While I would never deny that the Oscar-nominated Restrepo is an important, and extraordinarily courageous piece of filmmaking (a fact underscored by Tim Hetherington's recent untimely passing), its unrelenting assault of frontline footage ultimately left me more inured than immersed. Initially, I was wary that Hell and Back Again - another high profile, first-person foray into the Afghan war - would yield a similar result. Instead, I found it quietly devastating. To be sure, that's not to be taken as saying the film is lacking in sound or fury. Indeed, photojournalist-director Danfung Dennis conveys the chaos of his embedded deployment with an intense, graphic, and high-definition immediacy. His true masterstroke, however, is in artfully interweaving his stunning battlefield images with glimpses of the physical and psychological battle waged by Sergeant Nathan Harris, a recovering soldier who, upon returning to the U.S., is abruptly confounded by the mundanity of civilian life. Notable, too, for foregrounding the plight of bewildered Afghanis caught in a literal and ideological crossfire, Hell and Back Again hits hard, and from all sides. (JC)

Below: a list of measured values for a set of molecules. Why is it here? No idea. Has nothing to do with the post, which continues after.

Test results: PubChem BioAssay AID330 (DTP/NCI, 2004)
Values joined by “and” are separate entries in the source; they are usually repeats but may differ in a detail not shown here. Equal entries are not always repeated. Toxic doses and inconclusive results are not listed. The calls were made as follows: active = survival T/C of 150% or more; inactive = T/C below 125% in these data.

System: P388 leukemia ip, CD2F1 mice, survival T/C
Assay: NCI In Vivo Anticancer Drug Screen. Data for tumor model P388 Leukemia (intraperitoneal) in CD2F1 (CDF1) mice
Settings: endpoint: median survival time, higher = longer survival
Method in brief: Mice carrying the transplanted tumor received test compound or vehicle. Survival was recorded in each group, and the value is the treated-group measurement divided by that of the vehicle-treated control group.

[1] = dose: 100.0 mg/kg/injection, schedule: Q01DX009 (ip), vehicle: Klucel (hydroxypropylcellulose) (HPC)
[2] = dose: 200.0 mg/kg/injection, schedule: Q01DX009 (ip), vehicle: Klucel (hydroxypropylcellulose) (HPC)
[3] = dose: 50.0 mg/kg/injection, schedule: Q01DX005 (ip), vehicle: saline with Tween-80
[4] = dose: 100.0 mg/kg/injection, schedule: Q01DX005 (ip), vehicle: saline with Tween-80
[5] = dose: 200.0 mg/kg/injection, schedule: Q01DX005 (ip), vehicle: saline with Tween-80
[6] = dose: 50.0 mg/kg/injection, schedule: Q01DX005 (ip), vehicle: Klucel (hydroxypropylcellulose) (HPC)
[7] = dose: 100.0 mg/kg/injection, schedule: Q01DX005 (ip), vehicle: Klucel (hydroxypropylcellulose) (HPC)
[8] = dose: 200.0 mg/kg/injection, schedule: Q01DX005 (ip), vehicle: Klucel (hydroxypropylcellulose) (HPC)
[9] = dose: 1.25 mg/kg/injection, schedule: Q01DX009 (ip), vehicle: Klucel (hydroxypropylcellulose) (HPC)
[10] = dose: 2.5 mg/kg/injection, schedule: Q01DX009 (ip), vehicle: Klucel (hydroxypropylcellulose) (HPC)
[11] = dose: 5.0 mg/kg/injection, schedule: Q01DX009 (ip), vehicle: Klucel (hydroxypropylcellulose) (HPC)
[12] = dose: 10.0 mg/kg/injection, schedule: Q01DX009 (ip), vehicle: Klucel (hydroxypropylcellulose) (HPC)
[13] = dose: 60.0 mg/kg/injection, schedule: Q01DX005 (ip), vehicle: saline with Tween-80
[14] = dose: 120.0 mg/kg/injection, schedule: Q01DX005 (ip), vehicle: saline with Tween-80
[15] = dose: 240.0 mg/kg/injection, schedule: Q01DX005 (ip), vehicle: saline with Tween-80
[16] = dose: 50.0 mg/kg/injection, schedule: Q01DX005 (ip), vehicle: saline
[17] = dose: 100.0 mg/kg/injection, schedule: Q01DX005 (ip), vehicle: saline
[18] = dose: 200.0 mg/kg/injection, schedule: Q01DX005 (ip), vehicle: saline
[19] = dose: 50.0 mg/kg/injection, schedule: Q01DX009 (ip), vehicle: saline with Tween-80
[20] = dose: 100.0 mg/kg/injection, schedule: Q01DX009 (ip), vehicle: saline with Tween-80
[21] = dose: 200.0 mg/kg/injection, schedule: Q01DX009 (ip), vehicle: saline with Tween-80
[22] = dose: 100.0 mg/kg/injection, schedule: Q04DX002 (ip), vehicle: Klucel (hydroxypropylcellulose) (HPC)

The Redemption of General Butt Naked
I can not emphasize enough how important and challenging this documentary is and will be for those with any sort of Western bias towards Evangelism, but perhaps if anything, that adds more to the drama of this film. The former General Butt Naked, now Joshua Milton Blahyi, is a frightening remnant of the Liberian civil war, a terrifying spectre-General who lead a team of soldiers, comprised of teens and children, as the Butt Naked Brigade, slaughtering people indiscriminately while nude. Almost a decade later, he has become a self-appointed minister and Christian and the crew follows his attempts to beg for forgiveness and witness along the way, flashes of sincerity and ego which reflect his past life. While victims struggle to believe and forgive him, the film makes it a point to never let on whether or not they themselves believe his conversion. Graphic at times, horrifying at others, this is a reminder that once war is over, trauma still lives on. (DD)